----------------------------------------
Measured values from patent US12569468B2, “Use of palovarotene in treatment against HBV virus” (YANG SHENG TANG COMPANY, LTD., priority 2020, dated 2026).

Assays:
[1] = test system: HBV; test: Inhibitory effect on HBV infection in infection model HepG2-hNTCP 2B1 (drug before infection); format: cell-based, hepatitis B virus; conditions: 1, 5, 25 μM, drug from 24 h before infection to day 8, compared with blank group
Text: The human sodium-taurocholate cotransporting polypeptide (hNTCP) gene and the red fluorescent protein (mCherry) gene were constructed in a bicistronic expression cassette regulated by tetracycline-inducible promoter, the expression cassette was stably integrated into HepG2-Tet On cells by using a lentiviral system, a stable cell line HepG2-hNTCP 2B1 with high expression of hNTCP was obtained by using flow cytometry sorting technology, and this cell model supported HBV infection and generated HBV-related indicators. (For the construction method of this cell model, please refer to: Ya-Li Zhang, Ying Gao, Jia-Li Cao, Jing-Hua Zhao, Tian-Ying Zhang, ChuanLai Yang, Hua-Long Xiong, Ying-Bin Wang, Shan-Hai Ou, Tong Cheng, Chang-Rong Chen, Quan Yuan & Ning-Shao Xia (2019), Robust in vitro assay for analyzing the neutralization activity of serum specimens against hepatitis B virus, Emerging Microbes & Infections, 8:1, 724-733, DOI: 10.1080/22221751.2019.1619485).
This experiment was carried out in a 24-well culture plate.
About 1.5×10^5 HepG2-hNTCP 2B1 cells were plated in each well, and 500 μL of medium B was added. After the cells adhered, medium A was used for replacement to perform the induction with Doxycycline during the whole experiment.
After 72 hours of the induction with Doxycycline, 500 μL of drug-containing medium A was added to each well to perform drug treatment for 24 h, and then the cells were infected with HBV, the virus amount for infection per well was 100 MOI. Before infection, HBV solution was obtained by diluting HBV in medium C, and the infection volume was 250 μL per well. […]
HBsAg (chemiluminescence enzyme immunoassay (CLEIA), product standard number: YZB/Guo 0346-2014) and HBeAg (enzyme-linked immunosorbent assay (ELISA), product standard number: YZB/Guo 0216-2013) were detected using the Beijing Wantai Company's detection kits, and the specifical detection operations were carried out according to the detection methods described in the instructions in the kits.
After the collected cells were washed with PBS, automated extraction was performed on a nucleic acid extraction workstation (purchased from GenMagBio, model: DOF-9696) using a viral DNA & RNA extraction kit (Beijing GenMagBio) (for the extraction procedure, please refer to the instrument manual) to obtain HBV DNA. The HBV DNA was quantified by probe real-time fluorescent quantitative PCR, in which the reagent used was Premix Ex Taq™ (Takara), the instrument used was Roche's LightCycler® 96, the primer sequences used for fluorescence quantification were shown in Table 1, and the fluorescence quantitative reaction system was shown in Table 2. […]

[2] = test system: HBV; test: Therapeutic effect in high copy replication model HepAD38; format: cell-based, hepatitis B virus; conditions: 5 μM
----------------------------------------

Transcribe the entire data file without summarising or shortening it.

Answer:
Measured values from patent US12569468B2, “Use of palovarotene in treatment against HBV virus” (YANG SHENG TANG COMPANY, LTD., priority 2020, dated 2026).

Assays:
[1] = test system: HBV; test: Inhibitory effect on HBV infection in infection model HepG2-hNTCP 2B1 (drug before infection); format: cell-based, hepatitis B virus; conditions: 1, 5, 25 μM, drug from 24 h before infection to day 8, compared with blank group
Text: The human sodium-taurocholate cotransporting polypeptide (hNTCP) gene and the red fluorescent protein (mCherry) gene were constructed in a bicistronic expression cassette regulated by tetracycline-inducible promoter, the expression cassette was stably integrated into HepG2-Tet On cells by using a lentiviral system, a stable cell line HepG2-hNTCP 2B1 with high expression of hNTCP was obtained by using flow cytometry sorting technology, and this cell model supported HBV infection and generated HBV-related indicators. (For the construction method of this cell model, please refer to: Ya-Li Zhang, Ying Gao, Jia-Li Cao, Jing-Hua Zhao, Tian-Ying Zhang, ChuanLai Yang, Hua-Long Xiong, Ying-Bin Wang, Shan-Hai Ou, Tong Cheng, Chang-Rong Chen, Quan Yuan & Ning-Shao Xia (2019), Robust in vitro assay for analyzing the neutralization activity of serum specimens against hepatitis B virus, Emerging Microbes & Infections, 8:1, 724-733, DOI: 10.1080/22221751.2019.1619485).
This experiment was carried out in a 24-well culture plate.
About 1.5×10^5 HepG2-hNTCP 2B1 cells were plated in each well, and 500 μL of medium B was added. After the cells adhered, medium A was used for replacement to perform the induction with Doxycycline during the whole experiment.
After 72 hours of the induction with Doxycycline, 500 μL of drug-containing medium A was added to each well to perform drug treatment for 24 h, and then the cells were infected with HBV, the virus amount for infection per well was 100 MOI. Before infection, HBV solution was obtained by diluting HBV in medium C, and the infection volume was 250 μL per well. […]
HBsAg (chemiluminescence enzyme immunoassay (CLEIA), product standard number: YZB/Guo 0346-2014) and HBeAg (enzyme-linked immunosorbent assay (ELISA), product standard number: YZB/Guo 0216-2013) were detected using the Beijing Wantai Company's detection kits, and the specifical detection operations were carried out according to the detection methods described in the instructions in the kits.
After the collected cells were washed with PBS, automated extraction was performed on a nucleic acid extraction workstation (purchased from GenMagBio, model: DOF-9696) using a viral DNA & RNA extraction kit (Beijing GenMagBio) (for the extraction procedure, please refer to the instrument manual) to obtain HBV DNA. The HBV DNA was quantified by probe real-time fluorescent quantitative PCR, in which the reagent used was Premix Ex Taq™ (Takara), the instrument used was Roche's LightCycler® 96, the primer sequences used for fluorescence quantification were shown in Table 1, and the fluorescence quantitative reaction system was shown in Table 2. […]

[2] = test system: HBV; test: Therapeutic effect in high copy replication model HepAD38; format: cell-based, hepatitis B virus; conditions: 5 μM